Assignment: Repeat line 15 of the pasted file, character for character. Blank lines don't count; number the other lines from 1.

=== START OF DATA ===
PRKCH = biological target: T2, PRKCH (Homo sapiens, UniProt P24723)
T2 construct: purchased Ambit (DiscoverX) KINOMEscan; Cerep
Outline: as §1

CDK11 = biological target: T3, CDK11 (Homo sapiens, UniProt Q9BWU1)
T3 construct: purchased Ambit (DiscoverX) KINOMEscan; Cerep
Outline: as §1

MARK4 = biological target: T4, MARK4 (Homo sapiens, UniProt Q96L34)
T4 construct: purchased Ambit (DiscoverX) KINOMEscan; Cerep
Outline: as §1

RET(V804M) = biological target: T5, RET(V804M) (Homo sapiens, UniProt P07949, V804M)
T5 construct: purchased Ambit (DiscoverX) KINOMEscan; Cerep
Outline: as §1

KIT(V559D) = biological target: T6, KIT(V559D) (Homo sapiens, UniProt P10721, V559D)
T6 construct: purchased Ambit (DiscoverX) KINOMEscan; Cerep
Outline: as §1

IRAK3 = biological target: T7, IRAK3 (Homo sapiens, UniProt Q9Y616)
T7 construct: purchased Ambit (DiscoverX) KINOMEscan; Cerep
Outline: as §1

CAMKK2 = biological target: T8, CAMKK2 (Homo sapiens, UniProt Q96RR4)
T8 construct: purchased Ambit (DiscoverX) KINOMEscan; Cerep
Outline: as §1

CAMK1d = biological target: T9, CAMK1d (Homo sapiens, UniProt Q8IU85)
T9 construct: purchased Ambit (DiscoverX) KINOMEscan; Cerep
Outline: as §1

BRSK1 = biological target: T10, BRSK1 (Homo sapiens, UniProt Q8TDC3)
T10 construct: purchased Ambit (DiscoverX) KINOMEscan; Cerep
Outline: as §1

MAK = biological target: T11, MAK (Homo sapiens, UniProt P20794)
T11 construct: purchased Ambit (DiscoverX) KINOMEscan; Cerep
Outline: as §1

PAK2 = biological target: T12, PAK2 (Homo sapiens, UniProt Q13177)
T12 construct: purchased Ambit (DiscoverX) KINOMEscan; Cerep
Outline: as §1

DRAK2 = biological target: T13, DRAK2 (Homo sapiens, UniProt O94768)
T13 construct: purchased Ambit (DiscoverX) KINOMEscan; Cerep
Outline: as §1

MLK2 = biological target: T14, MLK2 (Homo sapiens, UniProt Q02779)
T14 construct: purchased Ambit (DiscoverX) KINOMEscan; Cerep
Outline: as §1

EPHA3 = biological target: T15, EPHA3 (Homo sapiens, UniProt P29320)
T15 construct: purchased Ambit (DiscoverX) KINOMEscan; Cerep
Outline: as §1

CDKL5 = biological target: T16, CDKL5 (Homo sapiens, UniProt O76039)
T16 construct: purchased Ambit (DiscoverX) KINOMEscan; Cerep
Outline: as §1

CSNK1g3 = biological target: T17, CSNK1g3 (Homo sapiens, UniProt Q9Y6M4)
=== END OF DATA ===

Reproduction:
Outline: as §1